There are a plethora of new and old tools out there to debug your Flash movies. However, just a reminder you can use Flash to see your trace statements and use your debugger while a SWF is running in a browser. Steps are as follows:
- Close all browsers and Flash.
- Go to your Flash installation directory, and look in the players directory. Mine on my PC is:
C:\Program Files\Macromedia\Flash MX 2004\Players
- Make a folder called “backup”. Cut and paste the following files into it:
- Go into the debug folder, and copy the same files. Paste them one directory up, in the players folder. These are the files Flash MX 2004 Professional will utilize to make a debuggable SWF.
- Go back in the debug folder and install the appropriate debug player. The AX one is for IE (ActiveX), and other uses of embedded Flash, OSX for duh, exe for Firefox, and hqx for non-OSX Macs (maybe Linux? :: shrugs ::).
- Re-open Flash, and when compiling your FLA, make sure Debugging is enabled in your File > Publish Settings, Flash Tab > Debugging Permitted. This will ensure your SWD file, the ASCII holder of your ActionScript, will be created upon each compile. Careful, though; it has the nasty habit of caching just like ASO’s, causing the code you are debugging to be different than what’s in the SWF running. Delete if you’re paranoid like me.
- Open your Debugger, and ensure “Enable Remote Debugging” is on (drop down menu, top right).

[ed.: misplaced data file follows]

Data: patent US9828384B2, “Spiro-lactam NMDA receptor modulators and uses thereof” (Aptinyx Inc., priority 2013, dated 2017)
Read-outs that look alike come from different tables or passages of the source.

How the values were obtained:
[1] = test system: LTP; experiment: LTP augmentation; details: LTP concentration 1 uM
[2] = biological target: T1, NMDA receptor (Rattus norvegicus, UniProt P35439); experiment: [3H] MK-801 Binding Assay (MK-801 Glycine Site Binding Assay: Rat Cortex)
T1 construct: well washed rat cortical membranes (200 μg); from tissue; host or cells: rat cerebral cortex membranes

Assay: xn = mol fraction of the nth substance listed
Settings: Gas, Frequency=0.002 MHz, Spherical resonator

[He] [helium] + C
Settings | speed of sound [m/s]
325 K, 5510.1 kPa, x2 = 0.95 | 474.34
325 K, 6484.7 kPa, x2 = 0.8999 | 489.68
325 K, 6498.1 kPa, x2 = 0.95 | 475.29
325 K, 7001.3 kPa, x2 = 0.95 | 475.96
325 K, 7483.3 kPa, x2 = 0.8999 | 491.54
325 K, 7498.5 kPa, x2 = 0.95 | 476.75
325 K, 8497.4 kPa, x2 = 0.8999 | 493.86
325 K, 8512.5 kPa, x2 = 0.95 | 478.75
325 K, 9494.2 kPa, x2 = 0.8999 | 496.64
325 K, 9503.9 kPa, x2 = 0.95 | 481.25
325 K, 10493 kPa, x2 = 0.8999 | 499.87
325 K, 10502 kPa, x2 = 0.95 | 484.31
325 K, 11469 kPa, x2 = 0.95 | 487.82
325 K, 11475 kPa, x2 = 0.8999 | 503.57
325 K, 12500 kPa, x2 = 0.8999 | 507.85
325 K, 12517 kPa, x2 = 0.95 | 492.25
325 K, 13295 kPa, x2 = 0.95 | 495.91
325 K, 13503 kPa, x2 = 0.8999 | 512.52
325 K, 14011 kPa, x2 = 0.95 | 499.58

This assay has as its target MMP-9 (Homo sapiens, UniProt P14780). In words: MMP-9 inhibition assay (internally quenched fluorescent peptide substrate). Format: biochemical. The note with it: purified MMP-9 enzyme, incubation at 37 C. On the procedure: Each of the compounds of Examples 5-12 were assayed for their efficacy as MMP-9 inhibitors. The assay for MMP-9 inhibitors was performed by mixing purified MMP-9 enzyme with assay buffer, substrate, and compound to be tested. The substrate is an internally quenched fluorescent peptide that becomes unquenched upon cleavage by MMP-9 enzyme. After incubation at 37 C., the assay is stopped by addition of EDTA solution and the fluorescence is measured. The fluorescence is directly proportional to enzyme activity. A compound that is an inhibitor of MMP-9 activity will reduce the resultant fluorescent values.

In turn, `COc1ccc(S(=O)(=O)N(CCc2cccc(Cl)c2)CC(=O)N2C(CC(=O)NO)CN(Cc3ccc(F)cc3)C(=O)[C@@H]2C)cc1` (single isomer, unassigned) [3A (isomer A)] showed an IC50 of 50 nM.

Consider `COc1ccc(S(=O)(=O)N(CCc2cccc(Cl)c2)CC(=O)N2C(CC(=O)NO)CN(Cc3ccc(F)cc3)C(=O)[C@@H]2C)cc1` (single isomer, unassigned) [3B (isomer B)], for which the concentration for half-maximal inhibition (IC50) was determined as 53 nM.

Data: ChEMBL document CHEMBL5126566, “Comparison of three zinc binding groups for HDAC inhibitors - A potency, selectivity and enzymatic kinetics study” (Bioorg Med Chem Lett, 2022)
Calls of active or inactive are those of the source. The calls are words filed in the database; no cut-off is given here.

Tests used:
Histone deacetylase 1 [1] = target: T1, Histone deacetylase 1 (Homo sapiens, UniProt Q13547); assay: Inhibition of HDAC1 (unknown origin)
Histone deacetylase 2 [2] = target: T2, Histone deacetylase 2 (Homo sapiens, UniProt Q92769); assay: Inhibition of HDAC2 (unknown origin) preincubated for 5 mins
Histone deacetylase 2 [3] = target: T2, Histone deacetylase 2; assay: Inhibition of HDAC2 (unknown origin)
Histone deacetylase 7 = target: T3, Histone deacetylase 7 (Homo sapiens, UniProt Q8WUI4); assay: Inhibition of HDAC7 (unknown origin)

- Finally, upload your SWF and SWD file to your server. When you hit the SWF in a browser, it’ll ask where do you want to connect; choose localhost, and go back to Flash if it doesn’t auto-focus it back for you; click OK (assuming no password), and your Output window should show traces, and your Debugger should work as normal (although a tad slower).
This’ll work for Flex too; it comes with a debug player in:
For offline debugging where Flash is embedded, such as Zinc, you can log using Afterthought.
There are a plethora of other debugging tools as well, a lot made in Flash, but just so you know you have your standard ones by default which can be used for web deployed content.
If you have one you know of not mentioned here, please feel free to leave a link in the comments; we’d all like to hear about it.
2 Replies to “Remote & Local Debugging in Flash & Flex”
The LuminicBox.Log one seems very nice if you don’t want to use MTASC and Flashout.
Myself, I use Afterthought or the Remoting Debugger most of the time, but the KewBee Flash Plugin Switcher is a must-have. Dunno what I’d do without it. Makes switching between new players, old players, debug players a snap in your browsers, standalone players, and IDE players.
As2lib Logging API of the
As2lib Open Source Framework
can be used to add logging calls to your application at different levels that help during debugging of your application. It can also be used as a kind of distributor for several output devices like LuminicBox etc. You can thus leave your logging calls all the same but just change the underlying configuration to display the calls in different devices depending on the execution environment.
But this is of course no complete replacement for a full-featured debugger like AdminTool or flash’s build in that allows for breakpoints etc.
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